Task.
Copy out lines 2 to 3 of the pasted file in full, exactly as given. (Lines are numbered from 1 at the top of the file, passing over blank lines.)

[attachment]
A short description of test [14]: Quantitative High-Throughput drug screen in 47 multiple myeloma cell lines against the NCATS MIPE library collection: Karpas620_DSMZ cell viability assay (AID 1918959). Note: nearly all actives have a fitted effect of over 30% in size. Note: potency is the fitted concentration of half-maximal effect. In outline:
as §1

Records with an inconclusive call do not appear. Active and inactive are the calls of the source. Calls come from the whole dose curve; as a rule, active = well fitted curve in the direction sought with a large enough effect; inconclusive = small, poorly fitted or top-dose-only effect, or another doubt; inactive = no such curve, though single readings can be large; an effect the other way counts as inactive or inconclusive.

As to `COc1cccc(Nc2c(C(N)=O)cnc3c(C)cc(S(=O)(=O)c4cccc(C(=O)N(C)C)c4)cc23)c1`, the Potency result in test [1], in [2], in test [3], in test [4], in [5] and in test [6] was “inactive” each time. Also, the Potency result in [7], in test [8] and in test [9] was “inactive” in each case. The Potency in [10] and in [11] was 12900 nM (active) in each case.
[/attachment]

as §1

Records with an inconclusive call do not appear. Active and inactive are the calls of the source. Calls come from the whole dose curve; as a rule, active = well fitted curve in the direction sought with a large enough effect; inconclusive = small, poorly fitted or top-dose-only effect, or another doubt; inactive = no such curve, though single readings can be large; an effect the other way counts as inactive or inconclusive.